The end of summer is hard to accept
I’ve now closed up the cabin that my dad bought back in 1966 forty seven times…it’s a melancholy affair that causes a gloomy state of mind.
I arrived at the cabin before noon on 11/9 this year, the temp outside was in the low 30’s and the temp inside the cabin wasn’t much higher. I opened the door, kicked on the wall heater and all the other heating devices and wondered where I should start so I took a tour noting what had to be done.
Both my loyal readers know that on a given day there can be up to a dozen or more people enjoying life at our cabin. This crowd has a tendency to spread all sorts debris (shoes, towels, toys) that basically gets ignored until it comes time to close up.
Over the years we have learned quite a bit about closing up a cabin for the winter. For instance anything that can freeze is also likely to blow up and create a mess that won’t be discovered until spring. Bottles of water, bottles of spaghetti sauce, cans of pop, cans of beer, bottles of syrup, and any other liquid subject to freezing has blown up in a myriad of ways. So the task here is to remove these culprits and hope you find them all because if you don’t find them in the fall they will grotesquely manifest themselves in the spring.
Then there’s the water system where we have had some of our more memorable experiences. In my tenure as cabin custodian we have blown up the water pipes three times. Each time someone turned on the water in mid-winter and the system instantly froze up once the occupants left. One year the hot water heater blew up and took a wall with it. The next two times the pipes under the bathroom floor blew up causing us to remove and replace the bathroom floor (it took 7 weekends each time to fix). We have since re-routed the pipes through the ceiling in hopes that we won’t have to replace the floor again…so far so good.
Then there’s the rodent issue. Once people leave the area nature takes over and all sorts of wildlife return…in particular mice move inside. There have been occasions where the mice burrowed into mattresses causing us to trash them, years where they’ve built homes out of paper and whatever else they could find in discrete locations through-out the facility. So a small part of closing up the place involves setting traps and poison in strategic locations and if all goes well we discover their carcasses before one of our guests sits on one and such.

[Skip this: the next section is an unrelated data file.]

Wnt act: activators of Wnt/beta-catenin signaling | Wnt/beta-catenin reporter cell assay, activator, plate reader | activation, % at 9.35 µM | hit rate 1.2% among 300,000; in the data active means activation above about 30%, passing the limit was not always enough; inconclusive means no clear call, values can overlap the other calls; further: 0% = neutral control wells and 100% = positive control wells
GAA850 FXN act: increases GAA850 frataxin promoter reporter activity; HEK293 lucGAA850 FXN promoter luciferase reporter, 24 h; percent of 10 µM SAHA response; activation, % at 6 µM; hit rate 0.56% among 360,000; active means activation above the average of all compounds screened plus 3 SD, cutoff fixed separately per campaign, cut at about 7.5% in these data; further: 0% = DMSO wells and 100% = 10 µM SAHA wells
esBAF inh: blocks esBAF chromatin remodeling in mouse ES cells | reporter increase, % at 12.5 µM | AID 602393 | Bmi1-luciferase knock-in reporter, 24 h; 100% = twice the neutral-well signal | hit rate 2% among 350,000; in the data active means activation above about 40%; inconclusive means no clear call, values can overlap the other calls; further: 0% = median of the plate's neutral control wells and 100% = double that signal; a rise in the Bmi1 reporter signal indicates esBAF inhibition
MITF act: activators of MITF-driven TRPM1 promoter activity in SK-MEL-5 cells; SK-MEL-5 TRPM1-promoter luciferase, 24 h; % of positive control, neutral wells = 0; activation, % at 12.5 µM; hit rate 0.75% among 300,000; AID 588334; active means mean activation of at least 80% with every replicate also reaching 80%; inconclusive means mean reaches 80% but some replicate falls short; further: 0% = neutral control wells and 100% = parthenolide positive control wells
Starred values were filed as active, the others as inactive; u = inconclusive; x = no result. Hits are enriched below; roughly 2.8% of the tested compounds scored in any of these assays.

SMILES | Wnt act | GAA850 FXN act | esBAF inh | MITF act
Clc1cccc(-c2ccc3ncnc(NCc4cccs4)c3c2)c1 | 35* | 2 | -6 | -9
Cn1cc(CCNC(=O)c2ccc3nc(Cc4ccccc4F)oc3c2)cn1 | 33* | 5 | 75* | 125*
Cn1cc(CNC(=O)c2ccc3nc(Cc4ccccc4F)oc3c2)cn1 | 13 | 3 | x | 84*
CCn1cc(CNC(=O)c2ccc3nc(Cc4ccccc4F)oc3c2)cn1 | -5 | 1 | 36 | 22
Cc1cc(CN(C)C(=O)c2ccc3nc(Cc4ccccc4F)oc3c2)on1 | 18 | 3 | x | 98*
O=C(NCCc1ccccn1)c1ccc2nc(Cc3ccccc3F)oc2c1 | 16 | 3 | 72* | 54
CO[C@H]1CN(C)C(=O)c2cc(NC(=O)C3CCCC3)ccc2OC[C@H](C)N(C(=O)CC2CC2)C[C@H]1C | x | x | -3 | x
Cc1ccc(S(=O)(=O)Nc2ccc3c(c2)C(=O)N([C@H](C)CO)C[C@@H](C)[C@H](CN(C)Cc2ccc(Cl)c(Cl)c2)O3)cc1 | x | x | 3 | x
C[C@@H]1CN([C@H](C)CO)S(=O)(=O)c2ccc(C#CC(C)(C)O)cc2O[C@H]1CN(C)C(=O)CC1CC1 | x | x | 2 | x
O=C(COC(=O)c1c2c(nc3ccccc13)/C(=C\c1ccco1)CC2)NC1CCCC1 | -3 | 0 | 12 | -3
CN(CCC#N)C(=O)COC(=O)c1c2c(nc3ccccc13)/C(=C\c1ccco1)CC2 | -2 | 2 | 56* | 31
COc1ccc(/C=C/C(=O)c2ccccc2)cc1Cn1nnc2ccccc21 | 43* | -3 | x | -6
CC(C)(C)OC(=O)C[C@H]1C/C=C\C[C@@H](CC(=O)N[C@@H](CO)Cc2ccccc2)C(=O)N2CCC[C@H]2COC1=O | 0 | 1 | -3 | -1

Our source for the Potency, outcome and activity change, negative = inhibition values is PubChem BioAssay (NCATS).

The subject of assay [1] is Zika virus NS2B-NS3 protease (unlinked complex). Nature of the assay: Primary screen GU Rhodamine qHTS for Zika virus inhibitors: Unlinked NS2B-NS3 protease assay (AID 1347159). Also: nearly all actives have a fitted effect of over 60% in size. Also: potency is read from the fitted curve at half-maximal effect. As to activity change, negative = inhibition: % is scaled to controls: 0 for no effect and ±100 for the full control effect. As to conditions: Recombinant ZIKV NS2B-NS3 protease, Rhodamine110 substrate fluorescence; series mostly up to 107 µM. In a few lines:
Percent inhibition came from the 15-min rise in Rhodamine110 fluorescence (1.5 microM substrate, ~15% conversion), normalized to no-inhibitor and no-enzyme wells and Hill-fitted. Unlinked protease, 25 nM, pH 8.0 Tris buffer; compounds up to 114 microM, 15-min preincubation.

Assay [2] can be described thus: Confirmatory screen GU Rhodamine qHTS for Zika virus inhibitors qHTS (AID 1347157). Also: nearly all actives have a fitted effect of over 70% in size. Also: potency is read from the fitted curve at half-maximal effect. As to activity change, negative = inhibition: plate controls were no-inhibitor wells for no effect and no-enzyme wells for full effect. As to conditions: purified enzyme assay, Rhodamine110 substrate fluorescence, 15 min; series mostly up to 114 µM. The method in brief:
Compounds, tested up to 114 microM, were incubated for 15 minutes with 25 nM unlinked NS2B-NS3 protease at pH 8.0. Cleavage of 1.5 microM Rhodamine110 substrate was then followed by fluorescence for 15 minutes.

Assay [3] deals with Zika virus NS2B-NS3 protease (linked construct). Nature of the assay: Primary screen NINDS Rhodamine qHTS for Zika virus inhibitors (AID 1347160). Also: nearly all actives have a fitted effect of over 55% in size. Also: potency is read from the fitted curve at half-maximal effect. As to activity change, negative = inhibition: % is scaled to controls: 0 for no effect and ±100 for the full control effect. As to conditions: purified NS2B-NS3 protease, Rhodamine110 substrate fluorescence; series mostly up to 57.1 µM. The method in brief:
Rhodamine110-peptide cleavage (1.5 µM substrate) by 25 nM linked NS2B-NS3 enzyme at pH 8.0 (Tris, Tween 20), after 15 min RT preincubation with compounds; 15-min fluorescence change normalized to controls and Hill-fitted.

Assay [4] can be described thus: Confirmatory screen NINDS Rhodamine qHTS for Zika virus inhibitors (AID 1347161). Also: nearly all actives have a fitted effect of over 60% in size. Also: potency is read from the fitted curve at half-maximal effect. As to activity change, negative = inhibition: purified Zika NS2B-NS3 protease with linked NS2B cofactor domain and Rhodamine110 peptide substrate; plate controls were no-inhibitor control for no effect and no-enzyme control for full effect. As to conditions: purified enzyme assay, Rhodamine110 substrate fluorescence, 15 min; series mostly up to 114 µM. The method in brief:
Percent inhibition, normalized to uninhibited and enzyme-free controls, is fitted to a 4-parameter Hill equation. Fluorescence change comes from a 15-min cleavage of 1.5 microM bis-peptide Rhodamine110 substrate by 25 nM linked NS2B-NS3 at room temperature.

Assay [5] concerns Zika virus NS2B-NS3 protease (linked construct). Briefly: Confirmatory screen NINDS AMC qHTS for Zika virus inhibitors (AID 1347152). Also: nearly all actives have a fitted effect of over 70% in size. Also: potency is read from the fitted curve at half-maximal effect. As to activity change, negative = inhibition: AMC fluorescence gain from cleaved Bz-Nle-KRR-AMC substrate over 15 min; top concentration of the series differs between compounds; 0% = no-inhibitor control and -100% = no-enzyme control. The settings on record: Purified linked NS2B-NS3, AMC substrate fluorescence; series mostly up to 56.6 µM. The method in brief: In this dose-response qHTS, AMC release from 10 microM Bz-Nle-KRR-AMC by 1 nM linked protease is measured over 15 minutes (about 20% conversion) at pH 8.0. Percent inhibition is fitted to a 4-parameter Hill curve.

As well we bag all the bedding and towels and stuff in hopes that doing so will keep the vermin at bay.
Once all that’s done then we head for the fridge which not only involves figuring out what food to trash but how to defrost the dang thing without having to clean up more than just the fridge…it’s probably the rankest task of closing up and it’s rather disheartening to sort through a summer’s worth of food.
When all these chores are completed and the truck is loaded up with whatever has to come home it comes time to do the last walk around the place…and here’s where the melancholy begins to creep in.
As I did the last walk around I began to think about what a wonderful summer we all had here, and in particular I began to think about how lucky we are to have such a place and before I could stop myself the words, ‘Thanks Dad, and Thanks God’ came out my mouth. Then I wiped a tear from my eye, boarded my truck and headed home hoping that I did everything I had to do while wondering what I was gonna do until I was able to come back again…
Here’s hoping that wherever you are and whatever you’re doing gives you more smiles than frowns…
By Dan Ulmer